Anatomy of a balloon

Did you know? Fact number 1

The volume of the largest open stratospheric balloons used by CNES can be up to 1,200,000 m3.

Did you know? Fact number 2

The height of a deployed balloon, including the flight chain, is about 300 m, about half as tall as the CN Tower.

Did you know? Fact number 3

The envelope alone can be as high as a 35-floor building, or the height of the tower of Montreal's Olympic Stadium; and its diameter is equivalent to the size of 2 hockey rinks or 2 Airbus A-340s.

Did you know? Fact number 4

The area of the envelope, if deployed flat, is equivalent to approximately 8 soccer fields.

Did you know? Fact number 5

For more information on other types of balloons, visit the following website: (French only).


Step 1

The valve: Located at the top of the envelope, it is used to control the altitude.

(Credit: Canadian Space Agency)

Step 2

The envelope: At its ceiling altitude, the diameter of the envelope can be as wide as 120 metres for an estimated volume of 800,000 cubic metres.

(Credit: Canadian Space Agency)

Step 3

The envelope gondola (NEV): It contains a transponder, a GPS receiver and a beacon light. These items, required by air regulations, are used to locate the envelope at all times on its flight path, during ascent and descent.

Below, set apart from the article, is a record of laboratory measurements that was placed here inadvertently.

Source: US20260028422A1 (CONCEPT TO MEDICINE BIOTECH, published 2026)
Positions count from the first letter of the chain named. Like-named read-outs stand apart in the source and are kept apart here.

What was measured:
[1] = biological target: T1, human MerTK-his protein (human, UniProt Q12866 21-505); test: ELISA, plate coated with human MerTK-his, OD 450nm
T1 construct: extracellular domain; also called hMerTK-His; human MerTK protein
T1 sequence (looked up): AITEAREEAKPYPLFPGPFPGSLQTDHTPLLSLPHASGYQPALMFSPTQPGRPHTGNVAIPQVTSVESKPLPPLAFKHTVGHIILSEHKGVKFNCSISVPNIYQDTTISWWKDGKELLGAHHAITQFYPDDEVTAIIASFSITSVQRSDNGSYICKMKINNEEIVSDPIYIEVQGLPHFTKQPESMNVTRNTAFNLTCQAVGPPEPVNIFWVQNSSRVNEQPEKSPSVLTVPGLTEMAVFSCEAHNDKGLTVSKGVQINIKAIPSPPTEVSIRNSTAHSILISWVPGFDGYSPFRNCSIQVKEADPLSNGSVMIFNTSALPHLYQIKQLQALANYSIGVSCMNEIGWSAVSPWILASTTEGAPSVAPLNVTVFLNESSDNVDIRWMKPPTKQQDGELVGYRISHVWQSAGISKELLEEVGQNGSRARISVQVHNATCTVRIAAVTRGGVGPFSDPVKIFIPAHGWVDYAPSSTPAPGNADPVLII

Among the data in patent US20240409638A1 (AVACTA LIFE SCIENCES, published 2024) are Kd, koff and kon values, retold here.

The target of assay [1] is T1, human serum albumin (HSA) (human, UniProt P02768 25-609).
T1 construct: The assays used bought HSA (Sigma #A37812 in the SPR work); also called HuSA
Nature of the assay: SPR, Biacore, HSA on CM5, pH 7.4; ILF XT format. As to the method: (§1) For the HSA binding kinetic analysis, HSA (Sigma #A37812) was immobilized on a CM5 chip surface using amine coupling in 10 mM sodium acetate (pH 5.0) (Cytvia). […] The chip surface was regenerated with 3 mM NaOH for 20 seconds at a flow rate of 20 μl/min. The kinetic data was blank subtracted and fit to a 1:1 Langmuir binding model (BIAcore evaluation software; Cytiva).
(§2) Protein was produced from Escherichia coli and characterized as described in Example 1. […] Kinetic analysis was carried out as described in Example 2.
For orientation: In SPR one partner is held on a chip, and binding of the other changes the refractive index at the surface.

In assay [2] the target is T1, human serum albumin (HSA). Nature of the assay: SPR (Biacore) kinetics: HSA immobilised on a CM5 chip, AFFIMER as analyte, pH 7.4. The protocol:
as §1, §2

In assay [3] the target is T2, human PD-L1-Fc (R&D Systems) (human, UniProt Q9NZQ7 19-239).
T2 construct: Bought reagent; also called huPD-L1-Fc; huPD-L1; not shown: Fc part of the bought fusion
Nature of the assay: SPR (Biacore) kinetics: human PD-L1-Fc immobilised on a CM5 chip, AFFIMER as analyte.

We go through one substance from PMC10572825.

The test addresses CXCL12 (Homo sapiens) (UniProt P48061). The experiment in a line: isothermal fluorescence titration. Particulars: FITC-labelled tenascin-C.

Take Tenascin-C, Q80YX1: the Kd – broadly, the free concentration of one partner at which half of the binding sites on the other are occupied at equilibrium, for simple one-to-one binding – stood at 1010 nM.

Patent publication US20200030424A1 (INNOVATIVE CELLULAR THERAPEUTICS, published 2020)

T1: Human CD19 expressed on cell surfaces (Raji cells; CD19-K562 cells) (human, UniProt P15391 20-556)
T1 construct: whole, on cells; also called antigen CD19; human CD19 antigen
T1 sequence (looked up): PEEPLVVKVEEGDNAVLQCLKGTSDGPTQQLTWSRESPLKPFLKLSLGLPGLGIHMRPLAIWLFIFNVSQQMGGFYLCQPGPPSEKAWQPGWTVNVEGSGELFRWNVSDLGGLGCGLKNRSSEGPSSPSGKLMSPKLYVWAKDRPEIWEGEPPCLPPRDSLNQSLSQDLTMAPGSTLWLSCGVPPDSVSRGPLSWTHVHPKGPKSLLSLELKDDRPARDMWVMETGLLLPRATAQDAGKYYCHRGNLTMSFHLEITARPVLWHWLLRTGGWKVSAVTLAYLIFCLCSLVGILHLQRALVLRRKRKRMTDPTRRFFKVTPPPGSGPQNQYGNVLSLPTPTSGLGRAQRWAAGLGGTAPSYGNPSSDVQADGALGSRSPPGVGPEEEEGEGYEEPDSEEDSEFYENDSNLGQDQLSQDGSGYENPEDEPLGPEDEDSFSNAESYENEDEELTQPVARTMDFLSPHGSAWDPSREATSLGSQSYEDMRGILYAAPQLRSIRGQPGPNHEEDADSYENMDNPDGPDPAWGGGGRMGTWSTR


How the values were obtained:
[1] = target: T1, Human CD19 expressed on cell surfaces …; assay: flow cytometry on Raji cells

(Credit: Canadian Space Agency)

Step 4

The remote-controlled separator: Commanded from the ground by the controller, it allows for the separation between the balloon and flight chain.

(Credit: Canadian Space Agency)

Step 5

The parachute: With a length of 27 m when under tension in the flight chain, it is used to bring the flight chain elements slowly down to the ground and thus avoiding breaking the flight hardware. Upon opening the parachute, the scientific gondola can undergo forces up to 10 g, i.e. ten (10) times Earth's gravitational acceleration.

(Credit: Canadian Space Agency)

Step 6

The avionic gondola (NSO): At the heart of the flight chain, it receives and transmits data between the flight segment and the ground segment and controls the balloon in flight. Also included in the NSO are the flight avionics such as the flight computers, the transponder and the ballast.

(Credit: Canadian Space Agency)

Step 7

The S band antenna gondola:  It is the radio link between the avionic gondola and the ground.

(Credit: Canadian Space Agency)

Step 8

The beacon light gondola: It controls the beacon light to ensure that the balloon remains visible during night flights.

(Credit: Canadian Space Agency)

Step 9

The scientific gondola: Can weigh up to 1,100 kg and consists of, among other things, an on-board computer, a power and heat control system, a motor and an attitude control as well as one or several scientific instruments.

(Credit: Canadian Space Agency)